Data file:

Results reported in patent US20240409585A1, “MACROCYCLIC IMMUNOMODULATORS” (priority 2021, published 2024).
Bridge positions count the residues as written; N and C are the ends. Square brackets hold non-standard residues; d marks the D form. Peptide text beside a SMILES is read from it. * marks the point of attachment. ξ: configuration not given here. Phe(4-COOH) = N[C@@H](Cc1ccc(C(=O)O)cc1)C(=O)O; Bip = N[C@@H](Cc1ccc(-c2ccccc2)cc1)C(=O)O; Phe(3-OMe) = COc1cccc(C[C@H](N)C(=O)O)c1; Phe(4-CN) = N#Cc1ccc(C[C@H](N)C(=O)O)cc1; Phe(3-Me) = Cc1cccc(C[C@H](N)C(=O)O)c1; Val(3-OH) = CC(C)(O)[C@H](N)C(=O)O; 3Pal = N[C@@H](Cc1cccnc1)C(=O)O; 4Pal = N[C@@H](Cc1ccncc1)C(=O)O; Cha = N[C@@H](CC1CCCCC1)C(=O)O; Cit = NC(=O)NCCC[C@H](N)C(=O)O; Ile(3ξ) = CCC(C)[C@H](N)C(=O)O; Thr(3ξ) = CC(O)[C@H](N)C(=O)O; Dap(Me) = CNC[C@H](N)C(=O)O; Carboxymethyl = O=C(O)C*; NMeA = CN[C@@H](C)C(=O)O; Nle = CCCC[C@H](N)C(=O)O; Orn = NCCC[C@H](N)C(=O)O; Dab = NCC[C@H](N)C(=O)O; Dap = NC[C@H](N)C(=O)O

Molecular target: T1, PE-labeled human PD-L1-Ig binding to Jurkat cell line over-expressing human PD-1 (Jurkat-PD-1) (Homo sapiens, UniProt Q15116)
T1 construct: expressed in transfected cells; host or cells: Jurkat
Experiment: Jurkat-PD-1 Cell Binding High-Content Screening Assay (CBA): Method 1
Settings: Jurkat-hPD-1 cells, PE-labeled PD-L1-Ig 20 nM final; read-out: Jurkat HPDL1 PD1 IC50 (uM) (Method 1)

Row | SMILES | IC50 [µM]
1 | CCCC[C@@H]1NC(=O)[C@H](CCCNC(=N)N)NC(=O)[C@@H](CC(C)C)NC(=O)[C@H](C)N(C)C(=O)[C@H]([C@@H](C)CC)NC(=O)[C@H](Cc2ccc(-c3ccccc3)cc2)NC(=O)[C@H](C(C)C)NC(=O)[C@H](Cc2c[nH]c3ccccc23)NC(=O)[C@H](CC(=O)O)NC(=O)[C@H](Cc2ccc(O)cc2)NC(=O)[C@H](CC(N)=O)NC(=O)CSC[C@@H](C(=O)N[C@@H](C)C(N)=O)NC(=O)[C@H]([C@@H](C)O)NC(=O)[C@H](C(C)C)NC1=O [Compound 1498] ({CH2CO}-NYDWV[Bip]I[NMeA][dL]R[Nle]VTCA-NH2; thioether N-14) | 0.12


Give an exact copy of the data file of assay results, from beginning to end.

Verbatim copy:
Results reported in patent US20240409585A1, “MACROCYCLIC IMMUNOMODULATORS” (priority 2021, published 2024).
Bridge positions count the residues as written; N and C are the ends. Square brackets hold non-standard residues; d marks the D form. Peptide text beside a SMILES is read from it. * marks the point of attachment. ξ: configuration not given here. Phe(4-COOH) = N[C@@H](Cc1ccc(C(=O)O)cc1)C(=O)O; Bip = N[C@@H](Cc1ccc(-c2ccccc2)cc1)C(=O)O; Phe(3-OMe) = COc1cccc(C[C@H](N)C(=O)O)c1; Phe(4-CN) = N#Cc1ccc(C[C@H](N)C(=O)O)cc1; Phe(3-Me) = Cc1cccc(C[C@H](N)C(=O)O)c1; Val(3-OH) = CC(C)(O)[C@H](N)C(=O)O; 3Pal = N[C@@H](Cc1cccnc1)C(=O)O; 4Pal = N[C@@H](Cc1ccncc1)C(=O)O; Cha = N[C@@H](CC1CCCCC1)C(=O)O; Cit = NC(=O)NCCC[C@H](N)C(=O)O; Ile(3ξ) = CCC(C)[C@H](N)C(=O)O; Thr(3ξ) = CC(O)[C@H](N)C(=O)O; Dap(Me) = CNC[C@H](N)C(=O)O; Carboxymethyl = O=C(O)C*; NMeA = CN[C@@H](C)C(=O)O; Nle = CCCC[C@H](N)C(=O)O; Orn = NCCC[C@H](N)C(=O)O; Dab = NCC[C@H](N)C(=O)O; Dap = NC[C@H](N)C(=O)O

Molecular target: T1, PE-labeled human PD-L1-Ig binding to Jurkat cell line over-expressing human PD-1 (Jurkat-PD-1) (Homo sapiens, UniProt Q15116)
T1 construct: expressed in transfected cells; host or cells: Jurkat
Experiment: Jurkat-PD-1 Cell Binding High-Content Screening Assay (CBA): Method 1
Settings: Jurkat-hPD-1 cells, PE-labeled PD-L1-Ig 20 nM final; read-out: Jurkat HPDL1 PD1 IC50 (uM) (Method 1)

Row | SMILES | IC50 [µM]
1 | CCCC[C@@H]1NC(=O)[C@H](CCCNC(=N)N)NC(=O)[C@@H](CC(C)C)NC(=O)[C@H](C)N(C)C(=O)[C@H]([C@@H](C)CC)NC(=O)[C@H](Cc2ccc(-c3ccccc3)cc2)NC(=O)[C@H](C(C)C)NC(=O)[C@H](Cc2c[nH]c3ccccc23)NC(=O)[C@H](CC(=O)O)NC(=O)[C@H](Cc2ccc(O)cc2)NC(=O)[C@H](CC(N)=O)NC(=O)CSC[C@@H](C(=O)N[C@@H](C)C(N)=O)NC(=O)[C@H]([C@@H](C)O)NC(=O)[C@H](C(C)C)NC1=O [Compound 1498] ({CH2CO}-NYDWV[Bip]I[NMeA][dL]R[Nle]VTCA-NH2; thioether N-14) | 0.12